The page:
“The Little Prince” by Antoine De Saint-Exupéry will soon have a Chavacano translation


Please…draw me a sheep” is coming soon in Chavacano!

While Le Petit Prince (The Little Prince) written by Antoine De Saint-Exupéry in 1943 now has over 300 translations in different languages worldwide and is now considered the world’s most translated book (not counting religious works), there are surprisingly only two translations of his book in the Philippines (Filipino and Bicol).

The Little Prince is a story about a pilot who gets lost in the desert and encounters a little fellow who asks him to draw a sheep for him. Through the course of their meeting, the pilot rediscovers the true meaning of life and what people should value the most.

Jerome Herrera, translator of The Little Prince into the Chavacano language came across the book in 2014. He found that he could relate very well to the negative image given to “growing up” in the book. When the idea to translate the book into his mother tongue was presented to him, he didn’t think twice. “I thought, ‘ a lot of people my age have forgotten the art of making friends and are too concerned about worldly matters like money’. Being able to convey this message from the book in Chavacano was just simply too good a project to pass,” Herrera said.

Chavacano is one of only two Spanish-based creole languages in the world and is considered as one of the world’s oldest creole languages. While it has a special place in the field of linguistics, Chavacano speakers themselves fail to recognize the beauty and uniqueness of their language.

“It is lamentable that most Chavacano speakers think lowly of their language. They think that speaking Filipino is cooler. This is what I wanted to change. I wanted to change the perception that Chavacano speakers have of their language as well as introduce Chavacano to the world through El Diutay Principe. I invested heavily in the book because I wanted it to look perfect. I didn’t just want to translate the book into Chavacano, I wanted something that will make Chavacano speakers think, ‘Oh, look. Someone went through all this trouble to create this good-looking book. So Chavacano must be special.’ Because when we look at, for example, TV programs produced locally in Chavacano, most of them look tired and old, like nobody wants to bother to invest in new equipment to produce better quality TV programs. So what does that tell the people who speak Chavacano? That Chavacano is a third-class language? That it does not deserve any attention whatsoever? This is one of the things that the book hopes to change. I wanted a book that will give Chavacano dignity and elevate its prestige,” Herrera said.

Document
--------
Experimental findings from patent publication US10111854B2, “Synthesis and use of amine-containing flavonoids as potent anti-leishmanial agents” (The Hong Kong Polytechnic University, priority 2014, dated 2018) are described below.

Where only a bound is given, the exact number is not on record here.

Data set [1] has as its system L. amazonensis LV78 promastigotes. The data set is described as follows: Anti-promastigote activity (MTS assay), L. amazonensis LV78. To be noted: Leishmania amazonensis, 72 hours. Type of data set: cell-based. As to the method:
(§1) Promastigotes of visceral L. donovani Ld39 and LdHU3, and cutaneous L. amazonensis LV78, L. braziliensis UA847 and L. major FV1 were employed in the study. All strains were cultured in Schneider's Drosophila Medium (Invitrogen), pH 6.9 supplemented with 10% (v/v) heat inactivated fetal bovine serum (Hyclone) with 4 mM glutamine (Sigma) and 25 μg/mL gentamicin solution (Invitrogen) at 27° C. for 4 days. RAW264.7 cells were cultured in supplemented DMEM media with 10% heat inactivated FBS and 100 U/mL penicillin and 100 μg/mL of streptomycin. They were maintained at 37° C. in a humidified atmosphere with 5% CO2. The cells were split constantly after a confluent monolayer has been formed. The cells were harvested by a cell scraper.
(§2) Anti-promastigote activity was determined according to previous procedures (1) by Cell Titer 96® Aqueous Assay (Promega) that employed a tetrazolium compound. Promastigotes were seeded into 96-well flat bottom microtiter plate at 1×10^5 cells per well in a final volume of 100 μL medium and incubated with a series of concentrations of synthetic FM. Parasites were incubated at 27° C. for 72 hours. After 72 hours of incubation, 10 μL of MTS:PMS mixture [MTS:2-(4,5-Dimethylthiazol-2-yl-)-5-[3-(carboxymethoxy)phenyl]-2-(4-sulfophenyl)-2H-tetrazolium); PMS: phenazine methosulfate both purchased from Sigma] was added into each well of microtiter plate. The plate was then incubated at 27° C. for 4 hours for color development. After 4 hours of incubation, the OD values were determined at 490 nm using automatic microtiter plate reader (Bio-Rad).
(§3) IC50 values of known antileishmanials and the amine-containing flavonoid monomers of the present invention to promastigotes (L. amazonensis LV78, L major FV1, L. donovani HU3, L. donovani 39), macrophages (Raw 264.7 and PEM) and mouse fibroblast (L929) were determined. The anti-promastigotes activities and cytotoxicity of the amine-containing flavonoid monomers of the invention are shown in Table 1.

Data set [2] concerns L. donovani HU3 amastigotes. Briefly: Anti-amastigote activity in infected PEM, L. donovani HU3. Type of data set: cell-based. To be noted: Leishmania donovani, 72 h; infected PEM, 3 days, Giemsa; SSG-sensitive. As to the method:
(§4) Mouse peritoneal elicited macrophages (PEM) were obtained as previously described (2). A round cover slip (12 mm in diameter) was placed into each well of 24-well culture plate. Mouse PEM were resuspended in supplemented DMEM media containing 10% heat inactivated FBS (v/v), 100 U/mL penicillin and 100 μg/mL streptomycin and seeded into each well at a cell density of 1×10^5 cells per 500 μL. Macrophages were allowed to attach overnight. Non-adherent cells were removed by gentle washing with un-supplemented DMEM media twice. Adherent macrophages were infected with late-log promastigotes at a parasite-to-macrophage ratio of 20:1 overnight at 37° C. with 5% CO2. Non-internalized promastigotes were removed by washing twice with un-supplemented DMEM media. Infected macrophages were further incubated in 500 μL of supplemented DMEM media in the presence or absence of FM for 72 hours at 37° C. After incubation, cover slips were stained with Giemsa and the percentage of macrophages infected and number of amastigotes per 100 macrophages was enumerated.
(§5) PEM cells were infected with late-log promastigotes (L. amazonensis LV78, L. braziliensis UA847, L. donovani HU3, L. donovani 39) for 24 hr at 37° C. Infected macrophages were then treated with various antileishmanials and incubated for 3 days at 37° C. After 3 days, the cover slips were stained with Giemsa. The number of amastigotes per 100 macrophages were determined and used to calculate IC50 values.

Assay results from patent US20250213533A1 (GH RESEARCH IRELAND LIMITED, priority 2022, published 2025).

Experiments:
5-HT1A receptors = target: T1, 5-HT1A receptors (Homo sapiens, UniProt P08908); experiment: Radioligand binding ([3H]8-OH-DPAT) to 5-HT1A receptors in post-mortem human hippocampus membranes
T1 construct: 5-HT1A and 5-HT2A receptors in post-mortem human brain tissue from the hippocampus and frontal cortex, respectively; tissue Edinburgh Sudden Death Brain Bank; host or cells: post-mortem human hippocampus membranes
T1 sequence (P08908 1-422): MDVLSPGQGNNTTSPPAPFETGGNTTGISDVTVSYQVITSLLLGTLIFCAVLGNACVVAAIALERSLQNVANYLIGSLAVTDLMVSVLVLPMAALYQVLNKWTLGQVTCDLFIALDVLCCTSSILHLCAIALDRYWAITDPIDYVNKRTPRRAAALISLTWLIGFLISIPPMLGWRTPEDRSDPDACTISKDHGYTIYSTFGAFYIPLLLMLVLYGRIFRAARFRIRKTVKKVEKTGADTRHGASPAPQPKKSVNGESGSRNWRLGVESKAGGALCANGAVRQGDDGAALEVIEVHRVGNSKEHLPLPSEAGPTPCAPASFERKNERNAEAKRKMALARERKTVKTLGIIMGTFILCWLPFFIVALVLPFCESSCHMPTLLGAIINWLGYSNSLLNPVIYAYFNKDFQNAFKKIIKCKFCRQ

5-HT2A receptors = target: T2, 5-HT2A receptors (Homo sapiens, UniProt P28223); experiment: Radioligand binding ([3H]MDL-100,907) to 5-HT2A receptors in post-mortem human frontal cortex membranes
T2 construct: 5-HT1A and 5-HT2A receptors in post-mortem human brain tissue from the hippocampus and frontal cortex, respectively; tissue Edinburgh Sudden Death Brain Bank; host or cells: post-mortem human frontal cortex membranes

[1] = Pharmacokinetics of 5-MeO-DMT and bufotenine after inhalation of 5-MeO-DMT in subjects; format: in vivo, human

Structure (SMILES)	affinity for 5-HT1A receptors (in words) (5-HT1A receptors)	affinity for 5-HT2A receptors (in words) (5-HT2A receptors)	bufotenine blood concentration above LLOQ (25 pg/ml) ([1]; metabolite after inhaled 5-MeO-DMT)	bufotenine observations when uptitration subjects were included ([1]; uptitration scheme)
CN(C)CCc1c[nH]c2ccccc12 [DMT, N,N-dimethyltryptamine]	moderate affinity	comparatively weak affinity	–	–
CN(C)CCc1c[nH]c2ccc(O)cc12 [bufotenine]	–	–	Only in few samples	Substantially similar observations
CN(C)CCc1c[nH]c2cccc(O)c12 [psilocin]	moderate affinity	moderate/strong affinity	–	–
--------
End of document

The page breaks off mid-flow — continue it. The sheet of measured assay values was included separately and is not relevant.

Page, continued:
Jerome Herrera hopes that the book will aid greatly in Chavacano becoming a standardized written language in the future and that it will be the start of a long list of published Chavacano books.

“The book will contain a glossary for better comprehension and to widen the reader’s Chavacano vocabulary. So it is also a good material for teaching the language,” Herrera said. In 2012, the DepEd implemented the Mother Tongue-Based Curriculum which aims to faciliate learning using a child’s first language.

El Diutay Principe is going to be self-published by the translator and will be out in September 2018. To read an excerpt from the book, please visit rebrand.ly/edppdf.

More details and updates can be found at www.facebook.com/eldiutayprincipe.

If you wish to support this project, please answer this short survey jeromeherrera.typeform.com/to/WFOuXy.

To learn more about the Chavacano language, you may visit the translator’s blog at bienchabacano.blogspot.com.

 

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